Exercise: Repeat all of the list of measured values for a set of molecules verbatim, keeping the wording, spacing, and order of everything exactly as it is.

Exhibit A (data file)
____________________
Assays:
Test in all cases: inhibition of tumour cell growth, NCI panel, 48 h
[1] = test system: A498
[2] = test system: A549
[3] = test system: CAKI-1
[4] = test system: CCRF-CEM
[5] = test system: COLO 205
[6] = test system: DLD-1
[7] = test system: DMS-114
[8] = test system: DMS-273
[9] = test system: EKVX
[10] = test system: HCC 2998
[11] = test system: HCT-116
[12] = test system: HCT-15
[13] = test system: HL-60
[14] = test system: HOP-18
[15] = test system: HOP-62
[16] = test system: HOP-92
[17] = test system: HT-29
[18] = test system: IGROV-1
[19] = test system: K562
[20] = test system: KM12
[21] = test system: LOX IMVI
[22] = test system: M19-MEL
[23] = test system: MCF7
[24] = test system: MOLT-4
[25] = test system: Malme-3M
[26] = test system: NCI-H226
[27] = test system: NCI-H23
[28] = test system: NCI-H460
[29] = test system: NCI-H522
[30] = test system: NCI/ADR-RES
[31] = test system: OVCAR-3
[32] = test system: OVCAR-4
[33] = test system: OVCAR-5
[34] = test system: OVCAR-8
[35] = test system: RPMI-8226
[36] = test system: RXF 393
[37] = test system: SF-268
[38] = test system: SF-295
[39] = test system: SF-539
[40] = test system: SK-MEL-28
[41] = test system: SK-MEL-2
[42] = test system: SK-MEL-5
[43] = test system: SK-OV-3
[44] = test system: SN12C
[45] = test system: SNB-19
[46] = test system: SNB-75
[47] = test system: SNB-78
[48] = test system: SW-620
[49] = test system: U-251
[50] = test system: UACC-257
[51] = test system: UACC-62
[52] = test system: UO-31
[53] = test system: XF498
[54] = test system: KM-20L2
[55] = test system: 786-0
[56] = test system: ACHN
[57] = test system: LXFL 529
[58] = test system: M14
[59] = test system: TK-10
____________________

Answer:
Assays:
Test in all cases: inhibition of tumour cell growth, NCI panel, 48 h
[1] = test system: A498
[2] = test system: A549
[3] = test system: CAKI-1
[4] = test system: CCRF-CEM
[5] = test system: COLO 205
[6] = test system: DLD-1
[7] = test system: DMS-114
[8] = test system: DMS-273
[9] = test system: EKVX
[10] = test system: HCC 2998
[11] = test system: HCT-116
[12] = test system: HCT-15
[13] = test system: HL-60
[14] = test system: HOP-18
[15] = test system: HOP-62
[16] = test system: HOP-92
[17] = test system: HT-29
[18] = test system: IGROV-1
[19] = test system: K562
[20] = test system: KM12
[21] = test system: LOX IMVI
[22] = test system: M19-MEL
[23] = test system: MCF7
[24] = test system: MOLT-4
[25] = test system: Malme-3M
[26] = test system: NCI-H226
[27] = test system: NCI-H23
[28] = test system: NCI-H460
[29] = test system: NCI-H522
[30] = test system: NCI/ADR-RES
[31] = test system: OVCAR-3
[32] = test system: OVCAR-4
[33] = test system: OVCAR-5
[34] = test system: OVCAR-8
[35] = test system: RPMI-8226
[36] = test system: RXF 393
[37] = test system: SF-268
[38] = test system: SF-295
[39] = test system: SF-539
[40] = test system: SK-MEL-28
[41] = test system: SK-MEL-2
[42] = test system: SK-MEL-5
[43] = test system: SK-OV-3
[44] = test system: SN12C
[45] = test system: SNB-19
[46] = test system: SNB-75
[47] = test system: SNB-78
[48] = test system: SW-620
[49] = test system: U-251
[50] = test system: UACC-257
[51] = test system: UACC-62
[52] = test system: UO-31
[53] = test system: XF498
[54] = test system: KM-20L2
[55] = test system: 786-0
[56] = test system: ACHN
[57] = test system: LXFL 529
[58] = test system: M14
[59] = test system: TK-10